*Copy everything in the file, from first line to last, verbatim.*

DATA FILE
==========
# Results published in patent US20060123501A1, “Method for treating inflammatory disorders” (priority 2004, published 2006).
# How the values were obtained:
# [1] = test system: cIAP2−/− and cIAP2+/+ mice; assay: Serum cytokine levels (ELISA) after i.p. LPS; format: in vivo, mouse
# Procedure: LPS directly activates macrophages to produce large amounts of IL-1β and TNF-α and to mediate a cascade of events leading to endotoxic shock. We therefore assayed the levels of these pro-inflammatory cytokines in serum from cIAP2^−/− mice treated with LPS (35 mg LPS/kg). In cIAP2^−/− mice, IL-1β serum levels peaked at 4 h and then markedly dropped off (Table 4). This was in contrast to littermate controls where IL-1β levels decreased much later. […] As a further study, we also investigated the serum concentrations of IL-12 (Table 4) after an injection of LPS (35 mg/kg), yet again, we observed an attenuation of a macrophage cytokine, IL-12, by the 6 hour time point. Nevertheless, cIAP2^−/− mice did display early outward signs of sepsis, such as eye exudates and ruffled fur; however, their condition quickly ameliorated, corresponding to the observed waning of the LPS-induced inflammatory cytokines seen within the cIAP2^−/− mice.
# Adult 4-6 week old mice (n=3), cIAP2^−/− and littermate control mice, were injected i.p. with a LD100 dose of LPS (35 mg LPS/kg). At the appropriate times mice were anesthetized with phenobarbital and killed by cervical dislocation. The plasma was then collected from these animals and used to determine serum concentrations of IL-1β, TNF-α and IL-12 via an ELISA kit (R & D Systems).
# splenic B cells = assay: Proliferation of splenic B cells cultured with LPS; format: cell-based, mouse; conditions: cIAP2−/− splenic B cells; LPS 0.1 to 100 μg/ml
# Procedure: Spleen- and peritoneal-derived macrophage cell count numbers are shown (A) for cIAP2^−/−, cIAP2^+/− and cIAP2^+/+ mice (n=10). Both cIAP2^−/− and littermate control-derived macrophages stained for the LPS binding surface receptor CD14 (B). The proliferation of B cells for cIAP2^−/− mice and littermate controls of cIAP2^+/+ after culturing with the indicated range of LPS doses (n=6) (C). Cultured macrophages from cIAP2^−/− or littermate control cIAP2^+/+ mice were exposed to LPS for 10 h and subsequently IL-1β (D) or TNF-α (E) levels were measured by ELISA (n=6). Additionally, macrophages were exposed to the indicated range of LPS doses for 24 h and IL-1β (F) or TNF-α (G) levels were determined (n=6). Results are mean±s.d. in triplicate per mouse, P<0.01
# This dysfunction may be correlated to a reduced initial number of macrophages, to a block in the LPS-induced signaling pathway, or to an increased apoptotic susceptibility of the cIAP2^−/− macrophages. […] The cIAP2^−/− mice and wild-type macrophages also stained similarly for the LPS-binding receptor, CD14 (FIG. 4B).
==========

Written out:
# Results published in patent US20060123501A1, “Method for treating inflammatory disorders” (priority 2004, published 2006).
# How the values were obtained:
# [1] = test system: cIAP2−/− and cIAP2+/+ mice; assay: Serum cytokine levels (ELISA) after i.p. LPS; format: in vivo, mouse
# Procedure: LPS directly activates macrophages to produce large amounts of IL-1β and TNF-α and to mediate a cascade of events leading to endotoxic shock. We therefore assayed the levels of these pro-inflammatory cytokines in serum from cIAP2^−/− mice treated with LPS (35 mg LPS/kg). In cIAP2^−/− mice, IL-1β serum levels peaked at 4 h and then markedly dropped off (Table 4). This was in contrast to littermate controls where IL-1β levels decreased much later. […] As a further study, we also investigated the serum concentrations of IL-12 (Table 4) after an injection of LPS (35 mg/kg), yet again, we observed an attenuation of a macrophage cytokine, IL-12, by the 6 hour time point. Nevertheless, cIAP2^−/− mice did display early outward signs of sepsis, such as eye exudates and ruffled fur; however, their condition quickly ameliorated, corresponding to the observed waning of the LPS-induced inflammatory cytokines seen within the cIAP2^−/− mice.
# Adult 4-6 week old mice (n=3), cIAP2^−/− and littermate control mice, were injected i.p. with a LD100 dose of LPS (35 mg LPS/kg). At the appropriate times mice were anesthetized with phenobarbital and killed by cervical dislocation. The plasma was then collected from these animals and used to determine serum concentrations of IL-1β, TNF-α and IL-12 via an ELISA kit (R & D Systems).
# splenic B cells = assay: Proliferation of splenic B cells cultured with LPS; format: cell-based, mouse; conditions: cIAP2−/− splenic B cells; LPS 0.1 to 100 μg/ml
# Procedure: Spleen- and peritoneal-derived macrophage cell count numbers are shown (A) for cIAP2^−/−, cIAP2^+/− and cIAP2^+/+ mice (n=10). Both cIAP2^−/− and littermate control-derived macrophages stained for the LPS binding surface receptor CD14 (B). The proliferation of B cells for cIAP2^−/− mice and littermate controls of cIAP2^+/+ after culturing with the indicated range of LPS doses (n=6) (C). Cultured macrophages from cIAP2^−/− or littermate control cIAP2^+/+ mice were exposed to LPS for 10 h and subsequently IL-1β (D) or TNF-α (E) levels were measured by ELISA (n=6). Additionally, macrophages were exposed to the indicated range of LPS doses for 24 h and IL-1β (F) or TNF-α (G) levels were determined (n=6). Results are mean±s.d. in triplicate per mouse, P<0.01
# This dysfunction may be correlated to a reduced initial number of macrophages, to a block in the LPS-induced signaling pathway, or to an increased apoptotic susceptibility of the cIAP2^−/− macrophages. […] The cIAP2^−/− mice and wild-type macrophages also stained similarly for the LPS-binding receptor, CD14 (FIG. 4B).